“a room, or a certain hour or so a day, where you don’t know what was in the newspapers that morning, you don’t know who your friends are, you don’t know what you owe anybody, you don’t know what anybody owes to you. This is a place where you can simply experience and bring forth what you are and what you might be. This is the place of creative incubation.”

Kleon wonders if it is enough to have either a particular place or a particular time, and reading his words I realized that in this summer I have been lucky enough to have both:  Time almost every morning, and my own, dedicated creative space.

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Although I found solace in this space during the spring, over the weeks of this summer I have entered it only to iron clothes or drop off junk I didn’t want to take the time to find a real home for.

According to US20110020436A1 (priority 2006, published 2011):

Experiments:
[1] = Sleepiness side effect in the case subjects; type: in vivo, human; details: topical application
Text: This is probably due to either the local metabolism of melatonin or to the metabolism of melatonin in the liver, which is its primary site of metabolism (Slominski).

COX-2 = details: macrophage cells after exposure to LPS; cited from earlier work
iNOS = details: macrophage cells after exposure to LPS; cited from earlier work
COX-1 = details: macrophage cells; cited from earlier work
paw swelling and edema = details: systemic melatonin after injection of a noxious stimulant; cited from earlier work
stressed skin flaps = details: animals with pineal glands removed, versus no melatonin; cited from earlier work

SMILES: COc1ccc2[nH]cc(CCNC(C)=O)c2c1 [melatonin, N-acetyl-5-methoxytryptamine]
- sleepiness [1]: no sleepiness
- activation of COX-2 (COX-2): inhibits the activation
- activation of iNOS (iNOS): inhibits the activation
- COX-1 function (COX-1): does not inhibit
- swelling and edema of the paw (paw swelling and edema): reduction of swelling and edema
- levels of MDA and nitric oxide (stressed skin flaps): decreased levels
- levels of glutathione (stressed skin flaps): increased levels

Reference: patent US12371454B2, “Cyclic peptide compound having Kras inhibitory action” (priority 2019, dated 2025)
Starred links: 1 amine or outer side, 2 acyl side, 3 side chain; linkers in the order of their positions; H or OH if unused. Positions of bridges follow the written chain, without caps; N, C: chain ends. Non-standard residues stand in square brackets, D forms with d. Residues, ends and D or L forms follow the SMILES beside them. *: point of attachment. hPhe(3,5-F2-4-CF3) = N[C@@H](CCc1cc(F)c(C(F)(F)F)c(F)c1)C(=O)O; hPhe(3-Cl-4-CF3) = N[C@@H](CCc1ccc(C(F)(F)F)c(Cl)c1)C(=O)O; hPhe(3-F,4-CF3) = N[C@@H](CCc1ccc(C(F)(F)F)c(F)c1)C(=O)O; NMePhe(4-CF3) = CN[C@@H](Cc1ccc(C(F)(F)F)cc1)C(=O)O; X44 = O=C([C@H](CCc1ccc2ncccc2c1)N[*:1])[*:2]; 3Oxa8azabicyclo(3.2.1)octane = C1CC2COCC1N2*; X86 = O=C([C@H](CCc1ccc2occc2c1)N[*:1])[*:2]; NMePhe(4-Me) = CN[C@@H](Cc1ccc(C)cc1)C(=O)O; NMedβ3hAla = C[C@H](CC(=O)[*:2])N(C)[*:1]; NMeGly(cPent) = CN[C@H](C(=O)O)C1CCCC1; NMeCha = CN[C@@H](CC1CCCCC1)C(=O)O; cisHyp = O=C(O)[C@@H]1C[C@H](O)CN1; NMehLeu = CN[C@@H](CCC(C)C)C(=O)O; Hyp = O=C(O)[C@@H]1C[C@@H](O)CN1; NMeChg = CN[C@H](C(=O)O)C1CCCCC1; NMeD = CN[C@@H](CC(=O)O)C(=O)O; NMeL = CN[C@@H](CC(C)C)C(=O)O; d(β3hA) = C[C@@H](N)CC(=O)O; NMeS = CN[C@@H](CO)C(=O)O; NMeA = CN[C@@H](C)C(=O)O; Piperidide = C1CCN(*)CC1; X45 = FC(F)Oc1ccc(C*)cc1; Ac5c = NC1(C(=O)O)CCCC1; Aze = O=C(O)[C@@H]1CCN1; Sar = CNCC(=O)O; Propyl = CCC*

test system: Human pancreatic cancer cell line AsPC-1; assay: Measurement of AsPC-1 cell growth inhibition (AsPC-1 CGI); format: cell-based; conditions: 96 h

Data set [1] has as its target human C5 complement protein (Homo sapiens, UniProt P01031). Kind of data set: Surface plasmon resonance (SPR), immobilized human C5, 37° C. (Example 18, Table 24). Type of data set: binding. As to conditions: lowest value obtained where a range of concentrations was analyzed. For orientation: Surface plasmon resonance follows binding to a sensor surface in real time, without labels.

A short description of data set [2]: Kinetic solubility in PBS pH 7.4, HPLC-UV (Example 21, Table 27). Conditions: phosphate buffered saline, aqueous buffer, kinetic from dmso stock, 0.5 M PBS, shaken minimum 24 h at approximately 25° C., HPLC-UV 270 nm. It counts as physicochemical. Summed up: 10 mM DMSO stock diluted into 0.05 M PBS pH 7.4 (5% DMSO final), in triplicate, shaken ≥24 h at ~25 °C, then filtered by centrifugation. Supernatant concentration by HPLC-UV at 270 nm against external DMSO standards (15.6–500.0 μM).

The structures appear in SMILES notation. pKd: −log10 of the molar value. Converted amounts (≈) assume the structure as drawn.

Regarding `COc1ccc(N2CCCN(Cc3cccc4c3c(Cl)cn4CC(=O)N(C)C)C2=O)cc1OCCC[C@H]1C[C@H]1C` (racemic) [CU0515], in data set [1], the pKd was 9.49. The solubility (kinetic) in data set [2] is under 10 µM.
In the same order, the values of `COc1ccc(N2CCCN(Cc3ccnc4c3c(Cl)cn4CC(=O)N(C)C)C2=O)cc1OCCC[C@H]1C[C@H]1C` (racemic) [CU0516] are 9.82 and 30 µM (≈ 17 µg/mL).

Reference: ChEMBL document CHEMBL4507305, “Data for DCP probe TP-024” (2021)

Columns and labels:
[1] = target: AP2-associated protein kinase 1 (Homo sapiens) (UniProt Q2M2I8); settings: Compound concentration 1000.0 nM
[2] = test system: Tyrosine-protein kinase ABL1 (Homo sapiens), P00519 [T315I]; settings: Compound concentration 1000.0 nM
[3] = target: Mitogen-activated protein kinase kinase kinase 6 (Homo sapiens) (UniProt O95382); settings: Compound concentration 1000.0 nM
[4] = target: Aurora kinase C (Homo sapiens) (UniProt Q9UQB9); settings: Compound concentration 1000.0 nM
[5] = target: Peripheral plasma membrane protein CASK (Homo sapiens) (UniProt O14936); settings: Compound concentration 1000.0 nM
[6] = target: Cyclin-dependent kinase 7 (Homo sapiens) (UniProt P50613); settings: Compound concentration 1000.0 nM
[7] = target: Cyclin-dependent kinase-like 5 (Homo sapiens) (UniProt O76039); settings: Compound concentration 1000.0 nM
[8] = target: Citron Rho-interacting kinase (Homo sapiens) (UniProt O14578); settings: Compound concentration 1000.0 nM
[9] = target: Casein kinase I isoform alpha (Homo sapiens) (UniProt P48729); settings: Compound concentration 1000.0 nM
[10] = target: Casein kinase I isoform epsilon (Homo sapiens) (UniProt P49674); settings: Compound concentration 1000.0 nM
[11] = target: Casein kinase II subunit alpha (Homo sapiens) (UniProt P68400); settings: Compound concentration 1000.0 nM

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I thought of another post by another friend, Shannon’s musings about how hard it can be to get started again after a creative dry spell.

I thought about how I have, right now, things I wanted for years:  time and space to create. I thought of all the times in my life I’ve been blind to what is in front of me, and how I don’t want to be that way any more.

I thought about how good it would be to spit the taste of regret out of my mouth.

*****

I went back to my old neighborhood, to take photos for my project. To take inventory. To confront my regrets. To see.

The old park, which once had a big, flat, grassy open field, swing sets, and a square, man-made pond, has been transformed into a natural wild space.